Andy's scenario is indeed scary, I am imagining a screaming family in a Suburban @ 70mph with a trailer in flames behind them, headed right for a day-care center. I think it would be in flames because trying to NOT lock up the trailer brakes in that kind of a panic situation would be difficult for most people, causing the tires to skid, and catch on fire. In the event you could feather those brakes, and never skid, I totally agree with the man: bigger brakes will last longer and give you a bigger chance of avoiding all those innocent kids at the bottom of the hill. As with many other things, I think the driver's reaction and skill play a big part in any situation, as well as the obvious choices of maintaining some vigilance over the condition of your TV brakes and other mechanicals, gearing down to a prudent speed at the crest of passes, knowing where the parking brake handle or pedal is, etc. I certainly hope that no-one encounters the aforementioned scenario, but if you do- please try to swerve around me. Thankyou- tim
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Old 03-13-2009, 03:07 PM   #37
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That's part of the problem.

Typically, a very small percentage of Airstream owners, have the brakes adjusted and/or serviced as they should be.

Since wear reduces the stopping power of electric brakes, further reducing the stopping power by changing from 12 to 10 inch brakes, is not a very good idea.

We see all to many brakes systems, that make you wonder how someone slowed the rig down, let alone stopping it when they needed to.

Andy
Ten inch tandem brakes have a maximum stopping power of 7,000 pounds, when everything is adjusted and working properly.

Twelve inch brakes, under the same conditions, have a maximum stopping power of 12,000 pounds.

Makes a huge difference in stopping distance, should the tow vehicle brakes quit.

Adequate brakes on the trailer, can easily stop the tow vehicle as well.

Andy
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Old 03-13-2009, 03:28 PM   #38
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Ten inch tandem brakes have a maximum stopping power of 7,000 pounds, when everything is adjusted and working properly.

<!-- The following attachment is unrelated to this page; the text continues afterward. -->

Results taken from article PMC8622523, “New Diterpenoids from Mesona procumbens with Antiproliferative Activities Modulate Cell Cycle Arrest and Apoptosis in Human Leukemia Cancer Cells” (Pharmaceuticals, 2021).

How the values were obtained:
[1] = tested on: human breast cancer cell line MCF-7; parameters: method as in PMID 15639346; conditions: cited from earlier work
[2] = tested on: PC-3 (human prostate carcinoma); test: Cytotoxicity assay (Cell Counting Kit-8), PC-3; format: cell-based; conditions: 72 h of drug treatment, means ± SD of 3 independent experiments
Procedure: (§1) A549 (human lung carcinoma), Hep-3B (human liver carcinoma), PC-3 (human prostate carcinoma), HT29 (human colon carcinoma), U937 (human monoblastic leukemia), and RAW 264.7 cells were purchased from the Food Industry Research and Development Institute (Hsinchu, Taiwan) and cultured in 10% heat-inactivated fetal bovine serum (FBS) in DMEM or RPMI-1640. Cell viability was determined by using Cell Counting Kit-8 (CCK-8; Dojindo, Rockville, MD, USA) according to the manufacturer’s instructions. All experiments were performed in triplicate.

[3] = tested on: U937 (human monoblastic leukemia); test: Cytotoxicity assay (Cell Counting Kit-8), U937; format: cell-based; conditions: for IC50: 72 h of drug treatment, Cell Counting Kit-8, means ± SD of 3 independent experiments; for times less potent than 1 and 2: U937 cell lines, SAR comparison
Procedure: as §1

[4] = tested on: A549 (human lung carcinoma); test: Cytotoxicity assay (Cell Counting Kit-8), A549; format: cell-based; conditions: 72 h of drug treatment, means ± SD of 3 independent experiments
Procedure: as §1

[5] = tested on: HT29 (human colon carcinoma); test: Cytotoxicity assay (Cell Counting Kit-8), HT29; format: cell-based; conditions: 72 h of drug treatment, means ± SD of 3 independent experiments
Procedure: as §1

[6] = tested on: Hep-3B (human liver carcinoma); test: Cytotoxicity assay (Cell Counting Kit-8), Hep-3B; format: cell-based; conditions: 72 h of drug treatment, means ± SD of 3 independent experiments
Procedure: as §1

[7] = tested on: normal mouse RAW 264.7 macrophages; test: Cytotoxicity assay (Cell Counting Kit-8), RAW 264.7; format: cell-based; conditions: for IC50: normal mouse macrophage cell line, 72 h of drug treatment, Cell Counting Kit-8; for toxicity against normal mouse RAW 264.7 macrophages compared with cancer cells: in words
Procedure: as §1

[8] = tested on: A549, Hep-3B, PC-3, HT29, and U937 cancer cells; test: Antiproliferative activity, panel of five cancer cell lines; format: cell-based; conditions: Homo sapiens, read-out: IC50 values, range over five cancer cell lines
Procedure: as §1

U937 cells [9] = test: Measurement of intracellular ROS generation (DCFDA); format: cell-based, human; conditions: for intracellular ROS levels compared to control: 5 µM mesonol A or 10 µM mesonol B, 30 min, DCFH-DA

Twelve inch brakes, under the same conditions, have a maximum stopping power of 12,000 pounds.

Makes a huge difference in stopping distance, should the tow vehicle brakes quit.

Adequate brakes on the trailer, can easily stop the tow vehicle as well.

Andy
Although in principle I agree, physics comes into play and puts a limit to the 'More is Better' discussion. A 5,000 lb trailer has an almost impossible time generating more than 5,000 lbs stopping force, even with 12,000 lbs of brakes at it's disposal. The coefficient of friction of the tires, specially trailer tires, wont typically even approach 1.0, limiting the stopping force to a value = the weight of the trailer axles.

12,000 lb brakes on a 500 lb small yard trailer behind a 8,000 lb suv with failed brakes is a good example of this fact of physics. It's ain't gonna stop too sporty. They will lock up at about 500 lbs stopping force on a perfect day (the day must not be perfect, your suv brakes have already failed...).

Now if someone was to ditch the Marathons for a set of super sticky dragster slicks on a hot rubber encrusted road we might be onto something.

Here's a pretty good article showing how a 5,000 lb trailer will be lucky to get 3,500 lbs of usable traction (5k * .7) this making a good argument that 12k brakes are overkill...

http://hyperphysics.phy-astr.gsu.edu.../frictire.html
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Old 03-13-2009, 04:09 PM   #39
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well now my post #36 makes no sense, because it referred to a post from InlandRV right before it (suddenly no longer there) wherein the scary scenario of losing all the TV brakes was presented, the argumant being that bigger brakes would save the day. HiHoAgRV more eloquently makes the point I was trying to make- if you're skidding, brake size is out of the equation. I guess when posts start to get pulled, it's time for the thread to retire- thank you all for some good info, I think I'm set to put in my order. -tim
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Old 03-13-2009, 05:35 PM   #40
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Totally agree with having enough stopping power, would be foolish not to. Question for Andy: What specific axles and brakes is Airstream putting on current tandem-axle trailers with a GVWR similar to '60's and '70's Overlanders (6200#)? What brand? #10 or #11 axles? Weight capacity? Size of brakes? Pounds of total braking power? I think this would be useful information to those here wanting to intelligently replace their old axles. Thankyou! -tim
I have no idea what Airstream is using on the trailers today.

I will be back on the 23rd.

But we must also keep in mind the weights of each unit.

I will see what I can find out and post accordingly.

Andy